TIME weather

Swarm of Tornadoes Tears Across the South

Constance Lambert embraces her dog after finding it alive when returning to her destroyed home in Tupelo, Miss., April 28, 2014.
Constance Lambert embraces her dog after finding it alive when returning to her destroyed home in Tupelo, Miss., April 28, 2014. Brad Vest—AP

Dozens of twisters across Mississippi, Alabama and Tennessee pushed the death toll from this week's storms to at least 35 as the system moves east

Updated 4:58 p.m. ET

At least 16 people were killed Monday as deadly tornadoes ripped through sections of Alabama, Mississippi and Tennessee, bringing the death toll for the storm system that hit the Midwest earlier in the week to 35.

The dangerous weather was headed toward Georgia early Tuesday, after having flattened buildings in towns throughout the region, and Governor Nathan Deal has declared a state of emergency.

“For about 30 seconds, it was unbelievable,” said Mississippi state Sen. Giles Ward, whose Louisville home was destroyed in the storm while he huddled in a bathroom with his wife, four kids and dog. “It’s about as awful as anything we’ve gone through.”

The storm system rumbling east across the country has slammed a huge swath of territory with dangerous weather, from Iowa south to Oklahoma and into Arkansas, which alone saw 15 deaths. An estimated 11 tornadoes hit the central U.S. Sunday and 25 ravaged the South Monday, according to a preliminary count from the National Weather Service Storm Prediction Center.

The storm reserved its most severe weather for Mississippi and Alabama. At least 45 injuries and six deaths were reported in Winston County, Miss., on Monday. One was a woman who died in the day care center she operated in Louisville, though it remained unclear if there were children in the center when the storm hit.

In Tupelo, Miss., every building in a two-block area was damaged when a tornado ravaged the town of about 35,000. Limestone County, Ala., suffered severe damage in the storm, which knocked out power to nearly 12,000 and killed two when a twister hit a trailer park in the small community of Coxey.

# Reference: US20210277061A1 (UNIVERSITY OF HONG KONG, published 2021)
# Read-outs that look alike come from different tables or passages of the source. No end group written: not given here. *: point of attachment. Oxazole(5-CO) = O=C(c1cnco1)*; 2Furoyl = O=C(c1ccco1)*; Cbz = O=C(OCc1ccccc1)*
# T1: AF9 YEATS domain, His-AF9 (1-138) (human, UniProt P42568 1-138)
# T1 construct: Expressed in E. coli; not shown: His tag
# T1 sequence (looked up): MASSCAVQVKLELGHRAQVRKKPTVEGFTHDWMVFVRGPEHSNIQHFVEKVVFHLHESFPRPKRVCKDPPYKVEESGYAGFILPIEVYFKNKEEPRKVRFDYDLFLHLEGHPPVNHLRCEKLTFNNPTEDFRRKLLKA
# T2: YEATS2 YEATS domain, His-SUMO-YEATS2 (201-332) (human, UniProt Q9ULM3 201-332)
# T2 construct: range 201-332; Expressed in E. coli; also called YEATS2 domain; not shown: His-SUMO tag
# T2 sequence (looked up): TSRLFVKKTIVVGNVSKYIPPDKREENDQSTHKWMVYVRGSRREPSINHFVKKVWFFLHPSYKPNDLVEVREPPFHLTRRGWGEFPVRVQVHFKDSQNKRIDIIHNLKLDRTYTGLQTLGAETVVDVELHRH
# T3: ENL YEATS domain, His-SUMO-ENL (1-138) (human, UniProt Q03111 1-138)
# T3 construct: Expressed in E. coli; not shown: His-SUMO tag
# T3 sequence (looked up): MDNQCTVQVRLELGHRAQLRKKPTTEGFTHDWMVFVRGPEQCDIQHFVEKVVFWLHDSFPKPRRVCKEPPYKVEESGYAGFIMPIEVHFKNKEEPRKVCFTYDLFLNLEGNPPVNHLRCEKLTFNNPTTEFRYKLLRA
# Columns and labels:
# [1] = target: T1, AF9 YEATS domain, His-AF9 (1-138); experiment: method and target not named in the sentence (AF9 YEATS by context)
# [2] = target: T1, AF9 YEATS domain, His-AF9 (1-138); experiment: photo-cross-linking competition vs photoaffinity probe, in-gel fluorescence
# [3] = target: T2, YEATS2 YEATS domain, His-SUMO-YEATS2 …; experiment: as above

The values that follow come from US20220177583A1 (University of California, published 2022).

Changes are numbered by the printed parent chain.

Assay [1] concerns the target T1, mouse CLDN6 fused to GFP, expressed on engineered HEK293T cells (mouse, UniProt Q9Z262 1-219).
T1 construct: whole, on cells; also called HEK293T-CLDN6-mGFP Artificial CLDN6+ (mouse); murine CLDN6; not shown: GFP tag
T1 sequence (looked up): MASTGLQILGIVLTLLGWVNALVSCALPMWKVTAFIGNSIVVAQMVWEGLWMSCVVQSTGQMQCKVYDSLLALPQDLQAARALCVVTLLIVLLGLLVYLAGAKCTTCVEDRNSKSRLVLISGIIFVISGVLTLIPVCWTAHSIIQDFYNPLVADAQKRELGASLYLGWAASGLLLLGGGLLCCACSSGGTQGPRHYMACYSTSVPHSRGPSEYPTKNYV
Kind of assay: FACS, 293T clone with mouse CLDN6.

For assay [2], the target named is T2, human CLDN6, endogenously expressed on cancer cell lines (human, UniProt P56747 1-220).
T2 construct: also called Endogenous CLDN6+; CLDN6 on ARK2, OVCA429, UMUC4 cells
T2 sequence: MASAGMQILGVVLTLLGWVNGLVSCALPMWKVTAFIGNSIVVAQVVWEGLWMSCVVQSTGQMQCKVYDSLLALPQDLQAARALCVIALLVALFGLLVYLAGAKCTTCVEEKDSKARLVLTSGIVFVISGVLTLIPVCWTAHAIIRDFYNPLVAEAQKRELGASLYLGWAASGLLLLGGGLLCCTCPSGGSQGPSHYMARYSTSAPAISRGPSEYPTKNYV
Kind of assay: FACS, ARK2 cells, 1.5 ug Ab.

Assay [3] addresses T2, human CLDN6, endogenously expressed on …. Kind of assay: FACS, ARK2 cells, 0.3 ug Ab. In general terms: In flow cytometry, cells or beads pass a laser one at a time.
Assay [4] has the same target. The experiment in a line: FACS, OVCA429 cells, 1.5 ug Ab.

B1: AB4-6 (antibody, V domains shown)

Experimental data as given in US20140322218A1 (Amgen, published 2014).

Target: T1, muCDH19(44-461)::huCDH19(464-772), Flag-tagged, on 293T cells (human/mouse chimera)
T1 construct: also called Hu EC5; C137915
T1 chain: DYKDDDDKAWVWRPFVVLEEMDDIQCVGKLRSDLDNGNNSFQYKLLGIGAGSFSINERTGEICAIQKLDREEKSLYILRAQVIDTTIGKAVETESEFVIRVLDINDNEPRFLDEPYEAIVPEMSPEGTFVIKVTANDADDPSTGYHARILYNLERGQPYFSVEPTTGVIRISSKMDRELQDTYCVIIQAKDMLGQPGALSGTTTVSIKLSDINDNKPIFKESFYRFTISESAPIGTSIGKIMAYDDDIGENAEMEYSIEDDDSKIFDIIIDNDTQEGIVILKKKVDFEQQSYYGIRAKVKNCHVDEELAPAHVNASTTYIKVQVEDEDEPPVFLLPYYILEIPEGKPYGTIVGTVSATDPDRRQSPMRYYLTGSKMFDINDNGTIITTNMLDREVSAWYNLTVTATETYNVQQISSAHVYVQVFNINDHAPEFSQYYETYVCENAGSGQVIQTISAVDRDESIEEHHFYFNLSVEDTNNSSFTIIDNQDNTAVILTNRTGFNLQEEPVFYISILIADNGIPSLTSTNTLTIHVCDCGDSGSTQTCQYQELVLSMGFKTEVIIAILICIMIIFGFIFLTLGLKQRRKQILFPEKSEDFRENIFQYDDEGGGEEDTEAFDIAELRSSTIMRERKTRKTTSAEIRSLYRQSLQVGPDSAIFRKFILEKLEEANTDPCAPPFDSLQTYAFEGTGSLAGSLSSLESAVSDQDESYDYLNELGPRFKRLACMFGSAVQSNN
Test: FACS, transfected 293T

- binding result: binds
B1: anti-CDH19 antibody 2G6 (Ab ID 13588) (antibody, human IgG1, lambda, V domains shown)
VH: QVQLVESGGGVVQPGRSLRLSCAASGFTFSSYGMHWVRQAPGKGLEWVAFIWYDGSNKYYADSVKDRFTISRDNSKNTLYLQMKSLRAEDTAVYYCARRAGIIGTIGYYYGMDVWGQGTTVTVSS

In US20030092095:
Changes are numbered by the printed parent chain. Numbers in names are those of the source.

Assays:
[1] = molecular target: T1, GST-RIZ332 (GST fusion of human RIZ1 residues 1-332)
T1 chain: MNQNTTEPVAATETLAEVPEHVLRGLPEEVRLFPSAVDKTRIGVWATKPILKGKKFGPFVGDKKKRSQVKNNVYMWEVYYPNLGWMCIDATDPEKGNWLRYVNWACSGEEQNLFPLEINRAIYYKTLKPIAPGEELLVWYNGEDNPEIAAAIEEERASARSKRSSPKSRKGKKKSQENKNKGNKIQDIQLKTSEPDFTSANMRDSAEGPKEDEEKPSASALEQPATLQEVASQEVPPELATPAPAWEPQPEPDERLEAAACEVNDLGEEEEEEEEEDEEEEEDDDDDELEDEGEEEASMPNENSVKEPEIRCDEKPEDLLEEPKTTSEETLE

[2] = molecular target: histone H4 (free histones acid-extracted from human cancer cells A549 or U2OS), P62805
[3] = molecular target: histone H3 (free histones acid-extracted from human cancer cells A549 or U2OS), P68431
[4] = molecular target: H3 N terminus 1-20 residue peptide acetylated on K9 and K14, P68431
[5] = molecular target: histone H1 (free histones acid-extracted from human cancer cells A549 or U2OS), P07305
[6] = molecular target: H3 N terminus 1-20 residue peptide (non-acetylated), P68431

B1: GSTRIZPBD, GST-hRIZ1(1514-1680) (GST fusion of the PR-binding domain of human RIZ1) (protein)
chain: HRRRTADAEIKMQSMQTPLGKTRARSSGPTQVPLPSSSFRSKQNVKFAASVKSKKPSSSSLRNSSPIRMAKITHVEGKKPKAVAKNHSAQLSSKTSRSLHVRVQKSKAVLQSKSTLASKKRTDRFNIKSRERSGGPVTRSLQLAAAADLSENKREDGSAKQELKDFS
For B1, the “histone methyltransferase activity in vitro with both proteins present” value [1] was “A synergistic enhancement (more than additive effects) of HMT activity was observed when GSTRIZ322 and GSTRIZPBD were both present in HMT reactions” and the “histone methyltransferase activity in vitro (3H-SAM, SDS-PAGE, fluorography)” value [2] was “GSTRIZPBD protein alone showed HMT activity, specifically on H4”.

Power was out for tens of thousands of customers in the region and road crews worked to clear debris from streets Tuesday, the Associated Press reports.

[AP]

 

TIME Courts

Federal Suit Filed to Overturn Georgia’s Gay Marriage Ban

Lambda Legal has filed a lawsuit in federal court to overturn the state's same-sex marriage ban, passed in a constitutional amendment in 2004, which also prohibits the recognition of unions performed in other states

A gay rights group in Georgia filed a lawsuit in federal court Tuesday seeking to overturn the state’s ban on same-sex marriage.

The suit, filed in Atlanta by Lambda Legal, seeks to vacate the voter-approved constitutional amendment passed in 2004 that bans same sex marriage in Georgia. The amendment, which bans same-sex marriage in Georgia and prohibits the state from recognizing such unions performed in other states, won overwhelming support on the ballot that year. The state Supreme Court upheld its constitutionality in 2006.

The Georgia lawsuit leaves only four states with bans on gay marriage that remain unchallenged, according to the Washington Post: Alaska, Montana, North Dakota and South Dakota. The suit is filed on behalf of seven individuals and seeks class action status, the Associated Press reports.

[AP]

 

 

TIME weather

At Least Two Dead as Severe Storms Deluge the Southeast

Rusty Murphy
Firefighter Rusty Murphy wades through flood waters in a mobile home park in Pelham, Ala., on Monday, April 7, 2014. Jay Reeves—AP

Heavy rains inundated the American Deep South on Monday, causing widespread flooding throughout the region that killed two people

Severe thunderstorms flooded large swaths of the American southeast for the second straight day and have caused at least two deaths, including that of a nine-year-old girl in Mississippi who was reportedly swept away by floodwaters on Sunday night.

Officials recovered the body of Patrauna Hudson on Monday after she was last seen playing outside near her parent’s home in Mississippi’s Yazoo City northwest of Jackson the previous evening, according to the Associated Press.

The second reported death occurred outside of Atlanta in the suburb of Lilburn when a car swerved off the road and crashed into a local creek on Monday. Local firefighters were only able to recover the driver’s body hours later.

In nearby Augusta, Ga., a practice round ahead of this weekend’s U.S. Masters golf tournament was called off on Monday due to the excessive rain, the first time in an more than a decade such a cancelation had occurred.